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Conquering Brainy Work: Getting Out of the Shallows

Big, brainy work is hard at the best of times, but when you’re a Cram it all in Year working parent, it can be even harder.


Cram it all in Year (CIAIY) parents have a lot going on. First, some may be experiencing Brain Fog due to lack of sleep, stress…too much stuff to do. And, like everyone else, we’re living in a noisy world of things that are designed to grab our attention – sometimes in an effort to make us more productive (ugh, Slack) or simply to bring some entertainment or relief during an intense day (IG, Nest, cute baby pics from daycare). Finally, our CIAIY minds are cluttered with a million things to do. None of the above is conducive to big thinking work. But those are the things that actually drive careers. So here are some tips to power through the big, brainy work that help with Attention Residue (the underbelly of multitasking where our mind and attention continues to stick with the previous task and we end up half focused on the next thing).

What To Do (Bites)

  1. Know what time of day is best for you to do deep work

    For many, their best thinking time is first thing in the morning. It’s when you are most focused and have the energy and enthusiasm to take on more demanding work.  Block out that time to do your deep thinking. Beware, when you get to your desk, it’s tempting to start with knocking off the easy stuff, like responding to emails, texts, Slack, or even clean up where you left off from yesterday. That shallow work that robs you of your best thinking time.

  2. Allocate ‘later time’ to The Shallows

    Shallow work is that stuff we do every day that doesn’t require deep concentration. It’s VERY easy to get pulled into the shallows – this is exactly the kind of work that can dominate your schedule and mind-share and can burn through your best thinking hours. Instead, deliberately allocate 15 minutes after deep work to do more mindless, task work. By allocating a longer window to deep work and a short one to busy work, you’ve given yourself a plan that reduces stress. And, when that “oh gosh, I just remembered x,” write it down and deal with it later.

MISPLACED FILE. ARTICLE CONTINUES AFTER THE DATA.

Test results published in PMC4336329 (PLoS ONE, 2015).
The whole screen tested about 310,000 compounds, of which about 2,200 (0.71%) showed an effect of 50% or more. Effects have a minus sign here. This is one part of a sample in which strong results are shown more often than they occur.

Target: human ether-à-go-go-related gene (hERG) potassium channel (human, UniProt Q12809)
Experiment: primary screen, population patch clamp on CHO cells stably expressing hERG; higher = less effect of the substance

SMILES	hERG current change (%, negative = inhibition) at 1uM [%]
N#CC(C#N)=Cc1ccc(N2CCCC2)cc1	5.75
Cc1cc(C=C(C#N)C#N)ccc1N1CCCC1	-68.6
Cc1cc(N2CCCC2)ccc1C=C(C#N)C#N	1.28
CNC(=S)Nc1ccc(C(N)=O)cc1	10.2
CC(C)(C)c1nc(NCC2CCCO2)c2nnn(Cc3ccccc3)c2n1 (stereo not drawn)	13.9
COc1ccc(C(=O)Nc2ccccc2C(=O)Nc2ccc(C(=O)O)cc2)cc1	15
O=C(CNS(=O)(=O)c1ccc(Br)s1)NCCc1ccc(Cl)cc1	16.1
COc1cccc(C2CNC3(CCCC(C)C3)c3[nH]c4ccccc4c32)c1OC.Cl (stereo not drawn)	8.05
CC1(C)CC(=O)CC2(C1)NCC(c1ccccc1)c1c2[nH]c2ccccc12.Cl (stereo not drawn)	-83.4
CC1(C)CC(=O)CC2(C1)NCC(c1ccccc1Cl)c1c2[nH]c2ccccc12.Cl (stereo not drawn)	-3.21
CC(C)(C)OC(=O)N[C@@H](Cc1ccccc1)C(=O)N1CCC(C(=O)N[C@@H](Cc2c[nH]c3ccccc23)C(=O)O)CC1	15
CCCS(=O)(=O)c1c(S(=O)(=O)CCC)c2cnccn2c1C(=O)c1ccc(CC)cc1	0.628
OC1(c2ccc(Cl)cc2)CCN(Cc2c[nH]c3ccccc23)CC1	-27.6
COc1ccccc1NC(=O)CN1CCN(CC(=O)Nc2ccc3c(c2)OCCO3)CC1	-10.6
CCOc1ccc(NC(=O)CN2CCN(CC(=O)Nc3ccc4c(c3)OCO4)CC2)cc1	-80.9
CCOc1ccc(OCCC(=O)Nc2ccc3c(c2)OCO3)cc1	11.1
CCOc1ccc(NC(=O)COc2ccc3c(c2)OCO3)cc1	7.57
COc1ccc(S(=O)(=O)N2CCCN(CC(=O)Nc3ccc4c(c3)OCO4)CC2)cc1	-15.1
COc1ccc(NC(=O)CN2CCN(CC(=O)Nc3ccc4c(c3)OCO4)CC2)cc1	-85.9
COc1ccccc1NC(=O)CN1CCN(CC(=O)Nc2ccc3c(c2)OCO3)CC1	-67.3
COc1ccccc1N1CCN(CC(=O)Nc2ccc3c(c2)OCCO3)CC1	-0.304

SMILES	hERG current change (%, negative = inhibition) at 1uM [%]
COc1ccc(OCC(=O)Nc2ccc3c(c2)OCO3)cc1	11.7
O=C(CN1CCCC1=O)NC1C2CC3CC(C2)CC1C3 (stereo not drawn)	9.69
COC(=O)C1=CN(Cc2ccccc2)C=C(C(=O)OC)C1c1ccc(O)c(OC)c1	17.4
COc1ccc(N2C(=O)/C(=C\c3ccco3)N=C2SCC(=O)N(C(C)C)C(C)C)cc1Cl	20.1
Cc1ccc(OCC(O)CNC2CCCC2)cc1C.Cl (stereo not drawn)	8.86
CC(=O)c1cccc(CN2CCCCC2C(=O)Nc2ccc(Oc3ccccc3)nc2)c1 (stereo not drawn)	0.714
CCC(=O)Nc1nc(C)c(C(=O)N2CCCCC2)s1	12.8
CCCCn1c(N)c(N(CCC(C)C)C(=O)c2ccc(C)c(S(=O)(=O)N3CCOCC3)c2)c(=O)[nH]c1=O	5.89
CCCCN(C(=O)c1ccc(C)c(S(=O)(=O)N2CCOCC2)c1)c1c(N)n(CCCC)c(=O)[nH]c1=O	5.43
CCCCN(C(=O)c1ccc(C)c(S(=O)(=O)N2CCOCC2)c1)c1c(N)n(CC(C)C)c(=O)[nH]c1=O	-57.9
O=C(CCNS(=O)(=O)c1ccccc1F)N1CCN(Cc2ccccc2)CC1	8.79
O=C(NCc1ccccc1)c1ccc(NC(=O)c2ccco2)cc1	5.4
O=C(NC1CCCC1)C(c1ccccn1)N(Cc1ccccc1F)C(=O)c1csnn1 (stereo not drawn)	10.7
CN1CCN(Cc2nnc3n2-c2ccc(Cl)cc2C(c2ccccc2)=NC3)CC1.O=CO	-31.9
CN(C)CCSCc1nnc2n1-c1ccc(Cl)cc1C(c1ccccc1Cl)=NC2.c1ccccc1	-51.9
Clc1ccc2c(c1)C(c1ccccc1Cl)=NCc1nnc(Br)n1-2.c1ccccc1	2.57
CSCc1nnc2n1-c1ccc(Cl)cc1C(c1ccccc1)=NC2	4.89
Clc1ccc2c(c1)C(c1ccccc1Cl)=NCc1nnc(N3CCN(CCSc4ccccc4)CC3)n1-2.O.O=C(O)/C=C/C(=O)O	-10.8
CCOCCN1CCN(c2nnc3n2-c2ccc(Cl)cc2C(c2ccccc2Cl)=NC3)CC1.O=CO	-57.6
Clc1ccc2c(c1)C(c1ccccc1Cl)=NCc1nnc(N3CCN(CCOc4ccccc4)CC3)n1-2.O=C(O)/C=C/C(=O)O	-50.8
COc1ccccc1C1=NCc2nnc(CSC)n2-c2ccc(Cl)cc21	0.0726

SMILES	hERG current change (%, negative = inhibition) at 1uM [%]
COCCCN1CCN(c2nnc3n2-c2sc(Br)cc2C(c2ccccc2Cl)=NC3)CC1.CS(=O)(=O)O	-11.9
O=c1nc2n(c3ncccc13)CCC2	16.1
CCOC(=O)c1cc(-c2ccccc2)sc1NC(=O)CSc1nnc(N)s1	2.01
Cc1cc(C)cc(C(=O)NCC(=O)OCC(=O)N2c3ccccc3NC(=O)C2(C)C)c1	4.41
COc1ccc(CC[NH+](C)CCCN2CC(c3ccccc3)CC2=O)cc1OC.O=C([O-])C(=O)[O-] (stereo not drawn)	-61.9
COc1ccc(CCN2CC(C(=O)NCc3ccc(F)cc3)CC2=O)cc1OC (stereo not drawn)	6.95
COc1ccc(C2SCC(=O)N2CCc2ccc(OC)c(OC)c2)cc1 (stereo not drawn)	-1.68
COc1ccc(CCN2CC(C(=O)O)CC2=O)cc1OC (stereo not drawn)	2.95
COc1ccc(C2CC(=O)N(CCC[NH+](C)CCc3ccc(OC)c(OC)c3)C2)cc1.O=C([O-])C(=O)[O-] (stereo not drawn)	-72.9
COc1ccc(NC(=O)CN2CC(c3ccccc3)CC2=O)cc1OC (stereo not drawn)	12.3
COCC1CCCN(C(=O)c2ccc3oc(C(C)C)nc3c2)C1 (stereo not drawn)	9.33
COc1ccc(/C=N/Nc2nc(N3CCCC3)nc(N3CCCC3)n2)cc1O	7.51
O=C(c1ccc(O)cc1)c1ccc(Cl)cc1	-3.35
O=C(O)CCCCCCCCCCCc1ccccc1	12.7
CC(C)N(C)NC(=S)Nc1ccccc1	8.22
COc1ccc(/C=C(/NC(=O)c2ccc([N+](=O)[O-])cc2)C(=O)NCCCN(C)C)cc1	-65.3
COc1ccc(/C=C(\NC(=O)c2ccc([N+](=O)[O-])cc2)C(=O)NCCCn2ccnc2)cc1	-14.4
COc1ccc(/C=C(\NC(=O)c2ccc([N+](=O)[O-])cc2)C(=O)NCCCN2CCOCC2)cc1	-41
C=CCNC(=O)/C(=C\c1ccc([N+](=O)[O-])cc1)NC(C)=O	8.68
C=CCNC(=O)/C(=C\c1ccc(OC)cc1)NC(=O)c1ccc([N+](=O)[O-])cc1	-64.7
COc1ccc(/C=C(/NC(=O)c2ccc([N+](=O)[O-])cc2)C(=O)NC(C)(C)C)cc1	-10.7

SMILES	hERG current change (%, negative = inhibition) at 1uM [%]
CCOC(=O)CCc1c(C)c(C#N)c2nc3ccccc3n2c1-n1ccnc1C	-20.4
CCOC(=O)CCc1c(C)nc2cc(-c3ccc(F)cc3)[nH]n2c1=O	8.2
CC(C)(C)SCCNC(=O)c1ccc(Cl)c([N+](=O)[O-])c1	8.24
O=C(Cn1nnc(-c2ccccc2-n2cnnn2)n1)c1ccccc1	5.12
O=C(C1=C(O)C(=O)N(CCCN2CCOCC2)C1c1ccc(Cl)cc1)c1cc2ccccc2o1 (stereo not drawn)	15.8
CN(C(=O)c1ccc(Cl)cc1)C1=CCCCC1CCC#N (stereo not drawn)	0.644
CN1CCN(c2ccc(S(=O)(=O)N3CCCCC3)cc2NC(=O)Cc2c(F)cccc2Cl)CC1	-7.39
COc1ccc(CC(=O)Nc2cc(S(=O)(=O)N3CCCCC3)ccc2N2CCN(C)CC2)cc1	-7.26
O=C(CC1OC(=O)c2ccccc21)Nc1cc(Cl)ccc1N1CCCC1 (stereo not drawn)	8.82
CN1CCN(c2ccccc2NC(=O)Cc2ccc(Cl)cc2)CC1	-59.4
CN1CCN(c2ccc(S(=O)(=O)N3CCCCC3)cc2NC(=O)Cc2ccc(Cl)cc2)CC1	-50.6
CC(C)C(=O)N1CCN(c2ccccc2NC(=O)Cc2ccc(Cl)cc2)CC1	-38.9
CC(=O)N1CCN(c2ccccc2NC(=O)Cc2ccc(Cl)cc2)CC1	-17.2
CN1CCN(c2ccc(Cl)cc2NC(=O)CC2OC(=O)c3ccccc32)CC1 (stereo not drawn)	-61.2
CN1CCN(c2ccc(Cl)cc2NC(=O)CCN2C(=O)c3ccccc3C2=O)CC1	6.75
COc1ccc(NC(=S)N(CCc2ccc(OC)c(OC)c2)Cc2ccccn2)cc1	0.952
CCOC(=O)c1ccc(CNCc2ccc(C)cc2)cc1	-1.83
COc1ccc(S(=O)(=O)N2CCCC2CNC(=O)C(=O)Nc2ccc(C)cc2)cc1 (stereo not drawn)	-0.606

3. Cut out the world

    Let yourself crawl into a hole, metaphorically speaking, and bear down, if logistically possible. Shut off your email; put your phone in a drawer. We’re wired to pay attention when a new message appears, so eliminate the source of those little alert noises for a window of time. Signal or overtly let others know you need mind time and you’re not to be disturbed. Recognize it as addictive technology – it’s built to reel you in and keep you there – it takes a deliberate choice and discipline to silence it.

Doing the big, brainy work is hard when my workplace has so many distractions.


  1. Set an alarm. If you know you’re “allowed” to check your emails and your texts in, say, 60 minutes, it’s easier to bear down and focus. Think hard about how much time you really need in deep work. Odds are it’s not just 30 minutes and most of us peter out after 90 minutes. After 60 – 90 minutes. Take a break.

  2. Know your distractions and avoid them. Everyone has their own set – whether it’s your phone, live feed from daycare, the person that shows up at your door with a problem, straightening up the house if you’re WFH – know yours and manage them.

  3. Don’t get distracted by getting hangry, dry mouth or a caffeine call. Or relying on the “gotta go to the bathroom” excuse to break from deep work. Get what you need in place before you start.

Hope you found this helpful! Got a topic you’d like some wisdom on? Let us know.


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The Sophia Project is our corporate program that unleashes working parent talent through Intentional Subtraction.